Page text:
Order of Business (Continued)

Tuesday, 19 February 2013

Seanad Éireann Debate

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(Speaker Continuing)

[Senator Feargal Quinn: Information on Feargal Quinn Zoom on Feargal Quinn] One of the problems is that it is possible to open a private hospital without a licence and there being a guarantee that such a facility will be inspected. I was unaware that this was the case. People need licences for their dogs and televisions sets and in order that they might drive their cars. It is horrific, therefore, that one does not require a licence to open and operate a hospital. If the figures to which I refer are correct - those who produced them do not claim they are accurate - it appears that between ten and 20 people die each week from the diseases in question. This means that hundreds are dying each year. The report also suggests 31% of all doctors do not wash their hands when they are visiting hospitals. I do not know whether this information has been thrown out in order to encourage discussion. However, the matter is worthy of debate and the Minister of Health should be invited to come before the House in order to assist Members in their deliberations on it.

Senator Michael Mullins: Information on Michael Mullins Zoom on Michael Mullins I agree with a great deal of what Senator Jim Walsh stated about benchmarking in the public service and the need to examine the salaries, rates of pay and allowances of everyone in the service, from politicians right down. The country is seriously broken and there is a massive deficit between income and expenditure. Unless we bite the bullet now, we will be obliged to grapple with this problem for many decades. I was alarmed by a report in one of this morning's newspapers on the operation of a supplementary payroll system at Tallaght Hospital between 2005 and 2010. Under the system in question, huge salary top-ups were given to various individuals who worked at the hospital. They ranged from €25,000 to €249,000 in the five year period in question. One individual's salary of €802,000 was topped up by €225,000. There is no documentation available by means of which it might be possible to explain the rationale for these payments. That is the broken system the Government is trying to fix. There is a need for calm among public service and other unions as we try to come to terms with the country's appalling financial situation. If the case to which I refer is an example of what happened during the Celtic tiger era, heaven knows what else is hiding underneath the surface about which we do not yet know.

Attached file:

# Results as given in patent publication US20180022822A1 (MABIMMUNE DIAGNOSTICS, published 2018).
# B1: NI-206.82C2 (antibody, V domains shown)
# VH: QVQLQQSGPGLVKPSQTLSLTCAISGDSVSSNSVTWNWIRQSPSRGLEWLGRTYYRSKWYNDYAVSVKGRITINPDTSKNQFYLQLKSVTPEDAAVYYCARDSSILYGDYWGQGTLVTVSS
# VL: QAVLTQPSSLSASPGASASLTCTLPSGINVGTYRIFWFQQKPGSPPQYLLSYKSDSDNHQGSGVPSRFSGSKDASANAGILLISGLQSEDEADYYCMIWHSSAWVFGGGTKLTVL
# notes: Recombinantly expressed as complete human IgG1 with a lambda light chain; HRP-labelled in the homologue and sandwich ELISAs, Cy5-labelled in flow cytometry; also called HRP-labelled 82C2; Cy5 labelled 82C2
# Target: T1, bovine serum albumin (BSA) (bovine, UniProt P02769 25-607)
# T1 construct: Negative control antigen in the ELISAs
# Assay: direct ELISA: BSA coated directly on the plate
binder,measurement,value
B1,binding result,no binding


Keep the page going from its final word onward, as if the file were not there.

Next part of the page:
Senator Labhrás Ó Murchú: Information on Labhrás Ó Murchú Zoom on Labhrás Ó Murchú Will the Leader consider arranging an early debate on Northern Ireland? Such a debate would be both timely and helpful. All decent people on the island welcome the progress made and changes for the better which have emanated from the Good Friday Agreement. I would go so far as to say that, from a global point of view, the agreement is probably unique in the context of conflict resolution. At same time, however, it requires constant attention and nurturing. We need to identify areas in which difficulties might arise in the future. The prisoner issue is one which requires attention.

  I was a member of an all-party delegation which visited some of the prisoners in question last week. Any fair-minded person who hears what some of the prisoners told us during our visit would immediately be able to identify the fact that a number of human rights issues arise and that there is a lack of due process. One of the high profile prisoners we visited - she is being held at a psychiatric hospital - is Ms Marion Price. She is extremely frail and confined to bed and it is quite evident that she does not pose a threat to anyone. There is an underlying and important issue at stake, as Ms Price received a royal pardon. That fact is not denied, but the British Administration has indicated that the pardon has been lost, which is very difficult to understand. If there had been a pardon, Ms Price could not have been arrested in the manner in which she was because she is not a political activist in any sense of the word. For this reason, we must ensure action is taken in respect of her.

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